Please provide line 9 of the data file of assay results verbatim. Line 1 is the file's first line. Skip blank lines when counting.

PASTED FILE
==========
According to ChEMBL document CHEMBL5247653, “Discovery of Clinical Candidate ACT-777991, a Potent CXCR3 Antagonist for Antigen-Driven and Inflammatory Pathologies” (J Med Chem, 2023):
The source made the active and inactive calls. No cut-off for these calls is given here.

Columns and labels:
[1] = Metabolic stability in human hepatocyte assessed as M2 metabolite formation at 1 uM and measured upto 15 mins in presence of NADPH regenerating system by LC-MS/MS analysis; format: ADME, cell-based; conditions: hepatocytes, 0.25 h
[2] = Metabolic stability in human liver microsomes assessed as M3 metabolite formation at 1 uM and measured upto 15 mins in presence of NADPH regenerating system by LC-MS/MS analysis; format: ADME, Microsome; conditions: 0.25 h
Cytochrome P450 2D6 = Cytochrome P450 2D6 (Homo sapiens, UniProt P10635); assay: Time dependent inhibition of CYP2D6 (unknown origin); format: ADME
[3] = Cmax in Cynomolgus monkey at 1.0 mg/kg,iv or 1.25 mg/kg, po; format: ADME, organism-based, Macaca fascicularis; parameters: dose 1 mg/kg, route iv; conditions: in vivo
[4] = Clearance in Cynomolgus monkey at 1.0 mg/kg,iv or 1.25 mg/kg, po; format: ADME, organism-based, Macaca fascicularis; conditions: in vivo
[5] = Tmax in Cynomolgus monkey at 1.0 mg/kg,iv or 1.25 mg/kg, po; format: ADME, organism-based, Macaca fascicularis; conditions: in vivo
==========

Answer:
[5] = Tmax in Cynomolgus monkey at 1.0 mg/kg,iv or 1.25 mg/kg, po; format: ADME, organism-based, Macaca fascicularis; conditions: in vivo